At WWDC 2021, Apple unveiled several new iCloud features, one of which was iCloud Legacy Contacts. iCloud contains a lot of important information, from passwords to contacts to app and file data. All of this data might be important after you die, and as a result, Apple has added the ability to assign someone to get access to your data after death. This includes important information like passwords, photos, files and more.
Using this feature means that your data will not be lost after your passing and can be handed down to a friend or family member. If this isn’t set up and no one has access to your account, then the data can’t be accessed and will ultimately be deleted after Apple’s retention policy has lapsed on an unpaid iCloud account.
This feature allows you to share your personal data stored in iCloud (and device backups) with a loved one after you die more securely than just sharing passwords to your online accounts. Apple also controls the flow to ensure that your account data is shared only in the event of your passing and only with the contacts you’ve selected.
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How to assign a legacy contact in iOS 15.2
Once you’re ready to add a legacy contact to your iCloud account, iOS 15.2 makes this process very simple, so be sure to upgrade your device to that version if you wish to add a legacy contact. Then, to add a legacy contact, perform these steps:
- Open the Settings app.
- Select your name at the top of the screen.
- Tap Password & Security | Legacy Contact (Figure A).
- Tap Add Legacy Contact to begin the process and follow the prompts (Figure B).
By default, this shows your family sharing members in your Apple ID; however, you can select someone other than just those enabled in your family sharing. You can select only one legacy contact currently.
After selecting the person you’d like to designate as your legacy contact, continue in the process, and then agree by tapping Continue when shown what data will be shared with the user.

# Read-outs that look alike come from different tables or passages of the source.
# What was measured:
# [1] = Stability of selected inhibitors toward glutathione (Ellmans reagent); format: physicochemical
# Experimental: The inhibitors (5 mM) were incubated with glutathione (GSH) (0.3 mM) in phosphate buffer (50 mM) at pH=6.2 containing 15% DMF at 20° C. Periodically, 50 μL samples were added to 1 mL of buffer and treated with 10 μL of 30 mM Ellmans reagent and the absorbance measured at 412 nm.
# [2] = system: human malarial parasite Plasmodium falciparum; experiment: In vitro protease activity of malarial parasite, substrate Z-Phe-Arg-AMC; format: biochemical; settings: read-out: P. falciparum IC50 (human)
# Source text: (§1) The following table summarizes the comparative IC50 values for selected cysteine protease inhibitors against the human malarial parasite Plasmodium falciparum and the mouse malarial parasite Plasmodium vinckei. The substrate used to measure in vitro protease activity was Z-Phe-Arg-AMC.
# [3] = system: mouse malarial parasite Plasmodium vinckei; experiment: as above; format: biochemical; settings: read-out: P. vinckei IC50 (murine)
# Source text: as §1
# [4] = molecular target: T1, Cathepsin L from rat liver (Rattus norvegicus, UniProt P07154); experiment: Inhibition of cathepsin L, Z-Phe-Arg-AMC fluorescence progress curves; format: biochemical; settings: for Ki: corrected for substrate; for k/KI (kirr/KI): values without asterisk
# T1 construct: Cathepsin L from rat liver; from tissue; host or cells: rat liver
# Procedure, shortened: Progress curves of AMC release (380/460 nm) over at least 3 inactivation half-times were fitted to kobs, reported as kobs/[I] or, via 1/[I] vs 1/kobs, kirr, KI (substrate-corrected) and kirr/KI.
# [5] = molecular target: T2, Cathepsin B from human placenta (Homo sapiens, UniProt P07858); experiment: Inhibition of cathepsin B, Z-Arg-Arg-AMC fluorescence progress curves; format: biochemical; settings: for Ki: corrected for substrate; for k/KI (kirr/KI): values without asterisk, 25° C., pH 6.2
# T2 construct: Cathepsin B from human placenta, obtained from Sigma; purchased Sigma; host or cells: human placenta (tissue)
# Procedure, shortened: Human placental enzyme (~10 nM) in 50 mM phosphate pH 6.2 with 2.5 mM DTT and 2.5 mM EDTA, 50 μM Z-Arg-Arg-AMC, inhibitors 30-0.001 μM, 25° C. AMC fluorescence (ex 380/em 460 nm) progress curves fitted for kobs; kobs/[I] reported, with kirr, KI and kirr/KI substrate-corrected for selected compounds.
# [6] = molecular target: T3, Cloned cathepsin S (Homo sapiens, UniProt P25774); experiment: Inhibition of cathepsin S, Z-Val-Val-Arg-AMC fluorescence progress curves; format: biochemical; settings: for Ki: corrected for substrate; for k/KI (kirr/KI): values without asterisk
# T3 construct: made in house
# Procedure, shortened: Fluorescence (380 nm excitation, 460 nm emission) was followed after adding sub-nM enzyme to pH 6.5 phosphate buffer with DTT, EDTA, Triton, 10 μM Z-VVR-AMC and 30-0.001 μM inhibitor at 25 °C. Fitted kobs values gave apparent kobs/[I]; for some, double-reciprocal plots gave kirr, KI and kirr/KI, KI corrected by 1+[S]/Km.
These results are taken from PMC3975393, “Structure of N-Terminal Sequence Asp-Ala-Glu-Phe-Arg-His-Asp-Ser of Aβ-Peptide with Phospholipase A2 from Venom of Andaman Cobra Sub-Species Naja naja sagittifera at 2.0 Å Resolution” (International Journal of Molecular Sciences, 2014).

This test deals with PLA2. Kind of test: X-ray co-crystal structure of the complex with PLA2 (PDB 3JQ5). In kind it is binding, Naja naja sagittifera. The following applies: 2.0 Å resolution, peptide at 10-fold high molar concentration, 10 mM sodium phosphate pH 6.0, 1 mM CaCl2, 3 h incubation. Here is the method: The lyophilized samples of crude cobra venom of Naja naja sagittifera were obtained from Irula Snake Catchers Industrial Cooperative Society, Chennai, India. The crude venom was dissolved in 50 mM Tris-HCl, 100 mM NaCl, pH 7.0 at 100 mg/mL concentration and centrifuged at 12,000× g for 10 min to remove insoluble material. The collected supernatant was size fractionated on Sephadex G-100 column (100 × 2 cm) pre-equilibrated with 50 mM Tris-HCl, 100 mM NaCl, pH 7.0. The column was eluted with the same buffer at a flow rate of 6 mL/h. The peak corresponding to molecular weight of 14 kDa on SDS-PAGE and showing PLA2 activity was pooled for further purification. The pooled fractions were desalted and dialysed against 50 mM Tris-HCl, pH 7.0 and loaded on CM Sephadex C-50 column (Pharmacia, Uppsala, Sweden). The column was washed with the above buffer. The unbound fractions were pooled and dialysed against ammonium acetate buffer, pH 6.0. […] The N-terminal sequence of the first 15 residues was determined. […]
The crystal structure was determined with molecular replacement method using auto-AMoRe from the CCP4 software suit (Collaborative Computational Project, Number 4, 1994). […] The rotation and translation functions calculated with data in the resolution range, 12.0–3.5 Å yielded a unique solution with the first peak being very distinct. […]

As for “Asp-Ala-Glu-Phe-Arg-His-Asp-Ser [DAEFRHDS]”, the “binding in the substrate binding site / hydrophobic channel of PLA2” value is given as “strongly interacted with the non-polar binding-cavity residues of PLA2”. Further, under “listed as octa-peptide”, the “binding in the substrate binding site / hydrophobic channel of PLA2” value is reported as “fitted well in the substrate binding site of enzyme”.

At the end, you’ll be allowed to send a message to your legacy contact with your access key in it, or print a copy instead. This access key will be needed in order to recover your data after your passing (and can be used only after your passing).
If you are using a company-assigned iCloud account, then the Digital Legacy feature may not be available. However, if you are using a personal iCloud account on a company-assigned device, then it may be available. But if the device is managed by an IT department, the feature could be disabled. If you’re unable to activate the Legacy Contact feature in iOS 15.2 on an iPhone or iPad, it can also be enabled using a Mac by visiting System Preferences | Apple ID | Password & Security.
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How a legacy contact recovers your data
In the event of your death, a legacy contact needs a few important pieces of information in order to get access to your data:
- A death certificate.
- The access key assigned by an iCloud user to the account they wish to recover.
- The date of birth of the deceased user.
Once all of this information is collected, the person recovering the account can go to a new website Apple has set up called digital-legacy.apple.com. Here, you can request access by submitting the access key and the pertinent information requested by Apple. You can also view the status of your request from this page.
This process is completely secure and Apple notes that unless all of those items are collected, your account can’t be recovered. Someone with just an access key or a death certificate can’t alone unlock an account. This is great from a privacy and security perspective to ensure that only contacts you’ve selected will have access to your data.
For more information about Apple’s Digital Legacy program, visit this Apple support article.
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